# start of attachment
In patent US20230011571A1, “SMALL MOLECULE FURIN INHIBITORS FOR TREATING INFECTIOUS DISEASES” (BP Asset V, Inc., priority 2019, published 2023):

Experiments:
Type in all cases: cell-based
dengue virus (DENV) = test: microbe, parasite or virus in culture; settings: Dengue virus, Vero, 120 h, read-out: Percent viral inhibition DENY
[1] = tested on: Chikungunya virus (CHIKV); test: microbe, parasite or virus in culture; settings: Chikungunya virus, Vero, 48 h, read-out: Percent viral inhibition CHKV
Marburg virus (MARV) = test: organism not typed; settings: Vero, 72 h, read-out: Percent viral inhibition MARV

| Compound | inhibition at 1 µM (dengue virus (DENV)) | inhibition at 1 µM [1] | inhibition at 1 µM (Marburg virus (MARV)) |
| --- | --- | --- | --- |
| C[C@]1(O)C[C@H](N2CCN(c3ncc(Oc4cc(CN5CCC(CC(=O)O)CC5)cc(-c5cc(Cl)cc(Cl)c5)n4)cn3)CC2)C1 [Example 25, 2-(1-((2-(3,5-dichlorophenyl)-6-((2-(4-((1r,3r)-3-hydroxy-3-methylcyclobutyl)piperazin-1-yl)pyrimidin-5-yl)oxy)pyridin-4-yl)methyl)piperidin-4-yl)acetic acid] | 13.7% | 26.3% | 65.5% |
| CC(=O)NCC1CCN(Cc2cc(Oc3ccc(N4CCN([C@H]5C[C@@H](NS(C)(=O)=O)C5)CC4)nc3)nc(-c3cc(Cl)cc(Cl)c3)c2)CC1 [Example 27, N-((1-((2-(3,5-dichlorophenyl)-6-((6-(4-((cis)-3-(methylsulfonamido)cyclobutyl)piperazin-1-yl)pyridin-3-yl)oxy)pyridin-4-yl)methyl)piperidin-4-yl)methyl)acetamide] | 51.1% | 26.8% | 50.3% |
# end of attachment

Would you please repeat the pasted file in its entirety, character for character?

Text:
In patent US20230011571A1, “SMALL MOLECULE FURIN INHIBITORS FOR TREATING INFECTIOUS DISEASES” (BP Asset V, Inc., priority 2019, published 2023):

Experiments:
Type in all cases: cell-based
dengue virus (DENV) = test: microbe, parasite or virus in culture; settings: Dengue virus, Vero, 120 h, read-out: Percent viral inhibition DENY
[1] = tested on: Chikungunya virus (CHIKV); test: microbe, parasite or virus in culture; settings: Chikungunya virus, Vero, 48 h, read-out: Percent viral inhibition CHKV
Marburg virus (MARV) = test: organism not typed; settings: Vero, 72 h, read-out: Percent viral inhibition MARV

| Compound | inhibition at 1 µM (dengue virus (DENV)) | inhibition at 1 µM [1] | inhibition at 1 µM (Marburg virus (MARV)) |
| --- | --- | --- | --- |
| C[C@]1(O)C[C@H](N2CCN(c3ncc(Oc4cc(CN5CCC(CC(=O)O)CC5)cc(-c5cc(Cl)cc(Cl)c5)n4)cn3)CC2)C1 [Example 25, 2-(1-((2-(3,5-dichlorophenyl)-6-((2-(4-((1r,3r)-3-hydroxy-3-methylcyclobutyl)piperazin-1-yl)pyrimidin-5-yl)oxy)pyridin-4-yl)methyl)piperidin-4-yl)acetic acid] | 13.7% | 26.3% | 65.5% |
| CC(=O)NCC1CCN(Cc2cc(Oc3ccc(N4CCN([C@H]5C[C@@H](NS(C)(=O)=O)C5)CC4)nc3)nc(-c3cc(Cl)cc(Cl)c3)c2)CC1 [Example 27, N-((1-((2-(3,5-dichlorophenyl)-6-((6-(4-((cis)-3-(methylsulfonamido)cyclobutyl)piperazin-1-yl)pyridin-3-yl)oxy)pyridin-4-yl)methyl)piperidin-4-yl)methyl)acetamide] | 51.1% | 26.8% | 50.3% |